Rounded by a Sleep
by Jane Davitt

She should be the one dreaming in red, Willow knows; she should be the one tossing on sweat-heavy sheets with memories of flayed skin pasted to the inside of her eyelids so they're all she can see, her friends' voices ringing in her ears in a cacophony of accusation and appeal.

But she's sleeping fine. The English air, soft with dampness, the gentle sun, the long walks under ancient trees, over rolling hills ... she's eating well and fast asleep after only a few minutes of snuggling into place under a quilt that smells subtly different, even though Giles has shown her the brand of detergent he uses and it's the same as they have at home.

It's Giles whose face is sharpened by fatigue, lined with weariness as though his waking hours are all of the twenty four, and she can feel his tiredness now, lying acrid in the air when he's close. The earth gets tired too, lays down to rest in winter, the clamour of brash spring a faint memory, but Willow knows humans, ephemeral, transient, evanescent flickers that they are, have a shorter cycle. Dream time, down time, sleep time; they need it or they wither.

Giles, to Willow, is an oak. They don't wither but they can hollow out until what seems like a mighty tower, roots deep, branches arching wide, latticing the sky, falls with the first spring storm, the first autumnal tempest, and is shown to be a mockery, a blown egg. Giles shows her one, as they walk, the vast girth of trunk split open to reveal emptiness, the rings that told its age devoured until a sapling had more substance than it. A cracknel, he calls it.

Day after day, she watches him, hesitant questions hovering on her lips, unspoken, and night after night she dreams of him as he was, strong, wise...there for her, always. And she wakes and in her first glimpse, matches reality to dream and shivers.

One night she rouses from her sleep, restful deep and peaceful, and hears him talking, muttering, crying out. The sounds are frightening, edged with madness, enough to make anyone shrink away, close their ears, feign deafness.

Willow's done pretending.

She slips from her bed, bare to the night and uncaring, and goes through the dark, watchful quiet of a sleeping house, her hand reaching for the handle that opens his door, her body pushing forward impatiently as soon as it gapes wide enough to admit her. Her footsteps patter forward like raindrops on leaves until she's beside his bed looking down at what he holds.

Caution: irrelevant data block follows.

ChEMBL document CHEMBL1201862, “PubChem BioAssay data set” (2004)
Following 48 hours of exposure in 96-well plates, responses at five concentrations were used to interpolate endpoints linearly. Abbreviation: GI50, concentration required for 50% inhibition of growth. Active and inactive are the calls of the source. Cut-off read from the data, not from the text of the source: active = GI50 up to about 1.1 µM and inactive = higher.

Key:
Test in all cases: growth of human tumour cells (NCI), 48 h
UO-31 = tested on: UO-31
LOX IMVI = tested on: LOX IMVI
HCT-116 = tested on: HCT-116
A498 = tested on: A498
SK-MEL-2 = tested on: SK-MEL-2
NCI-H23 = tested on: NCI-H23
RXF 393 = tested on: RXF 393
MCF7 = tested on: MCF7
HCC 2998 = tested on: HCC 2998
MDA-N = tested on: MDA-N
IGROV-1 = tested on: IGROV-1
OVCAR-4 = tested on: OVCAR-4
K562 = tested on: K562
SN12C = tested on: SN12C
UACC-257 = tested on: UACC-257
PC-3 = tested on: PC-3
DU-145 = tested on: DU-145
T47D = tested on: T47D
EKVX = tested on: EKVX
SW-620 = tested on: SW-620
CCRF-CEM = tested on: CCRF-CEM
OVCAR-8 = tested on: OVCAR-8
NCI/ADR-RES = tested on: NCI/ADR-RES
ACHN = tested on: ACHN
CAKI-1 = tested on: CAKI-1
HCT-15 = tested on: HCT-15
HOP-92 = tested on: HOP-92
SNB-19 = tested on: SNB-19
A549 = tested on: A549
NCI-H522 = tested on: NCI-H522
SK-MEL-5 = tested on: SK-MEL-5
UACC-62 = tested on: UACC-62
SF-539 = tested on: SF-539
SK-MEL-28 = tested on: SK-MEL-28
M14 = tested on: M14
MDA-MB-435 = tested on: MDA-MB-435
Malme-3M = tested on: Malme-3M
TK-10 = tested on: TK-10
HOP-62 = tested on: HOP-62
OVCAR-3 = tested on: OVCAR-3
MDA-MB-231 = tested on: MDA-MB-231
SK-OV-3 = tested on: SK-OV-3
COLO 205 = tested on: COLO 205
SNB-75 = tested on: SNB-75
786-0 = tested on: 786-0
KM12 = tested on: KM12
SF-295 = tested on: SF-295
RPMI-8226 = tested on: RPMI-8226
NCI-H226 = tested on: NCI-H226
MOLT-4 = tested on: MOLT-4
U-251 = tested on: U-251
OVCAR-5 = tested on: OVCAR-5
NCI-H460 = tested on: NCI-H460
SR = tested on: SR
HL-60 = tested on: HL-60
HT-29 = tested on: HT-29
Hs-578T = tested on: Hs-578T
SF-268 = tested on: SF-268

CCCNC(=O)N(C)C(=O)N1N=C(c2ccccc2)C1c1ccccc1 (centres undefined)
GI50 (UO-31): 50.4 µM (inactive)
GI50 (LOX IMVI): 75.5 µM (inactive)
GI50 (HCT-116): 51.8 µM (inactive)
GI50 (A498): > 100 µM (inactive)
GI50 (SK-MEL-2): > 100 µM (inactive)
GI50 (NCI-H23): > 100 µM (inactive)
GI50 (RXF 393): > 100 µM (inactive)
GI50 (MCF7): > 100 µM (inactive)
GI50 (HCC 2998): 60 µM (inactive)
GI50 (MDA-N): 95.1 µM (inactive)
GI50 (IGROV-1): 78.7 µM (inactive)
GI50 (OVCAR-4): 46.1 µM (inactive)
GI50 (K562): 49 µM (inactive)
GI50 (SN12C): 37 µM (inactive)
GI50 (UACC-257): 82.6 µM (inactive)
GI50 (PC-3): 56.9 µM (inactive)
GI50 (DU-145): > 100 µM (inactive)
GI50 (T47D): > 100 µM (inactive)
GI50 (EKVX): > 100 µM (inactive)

Sendel root, carved and incised with two runes, one for each of them, bound and wrapped by strands of hair. The moonlight that floods the room, through a window Giles hasn't even bothered to shroud with curtains, isn't needed; she can feel it's hers and know it's his, without seeing bright copper and ash-grey entwine.

Giles has been stealing her dreams and leaving her sleep for payment. No real theft that; she's left indebted to a man she tried, scant weeks before to kill, a man she humbled, humiliated and hurt.

A man she's loved for years, with a love grown from recognition of like, nurtured by shared danger, watered by shed tears. He moves against the sheets as once she'd dreamed he'd move under, on, inside her, but these are aimless spasms, where she'd imagined powerful thrusts, sure and certain. Giles is fighting a foe whose strength saps his and as Willow kneels beside him, her breath quickening, she hears her name on his lips, and knows that she's his adversary in those dreams, with nothing but a dull acceptance of that fact.

It's not over then. Every gain she's made has been as much a step forward as if she were on a treadmill; purposeless motion, taking her nowhere. She's not won, she's cheated, peeked at the answers, bribed the teacher.

And if the anger had returned, ripely rotten, she might have struck the enchanted root from his hand, taken back the memories by force, because deep in her something yammered and demanded one more look into Warren's eyes as he was skinned, wanting to savour that look and hold it close as a lover.

But anger has been whittled from her and there's nothing left but gratitude and concern as she wakes him with a kiss, drawing back swiftly as he's pulled out of nightmares into her world.

Understanding is in his eyes too fast for him not to have expected this to happen one day. He saves her – still saving her! – from asking the question by gifting her with the answer. “You weren't strong enough, Willow. They would have snapped you in two.”

She's been two before. She knows that that feels. Never wants to feel it again.

“You're right, Giles.”

Being able to say that and mean it sends power and certainty rippling through her. “But that was then. I'm stronger now.”

Night after night of restful sleep...much stronger.

Willow wraps her fingers around the totem and tugs gently, easing it from his hand. She walks to the window and opens it as he watches, letting the moonlight touch it, until it's a mass of silver, glowing in her hand as her magic, moon magic, consumes it utterly.

Then she goes to lie beside him, her cool body against his fevered one, her warm hands on his face to capture every tear, her slow, soft kisses sending him to sleep.

And when they wake, the rain's falling and the room's dim and cool and Giles smiles as if she's right where he'd always dreamed she would be.

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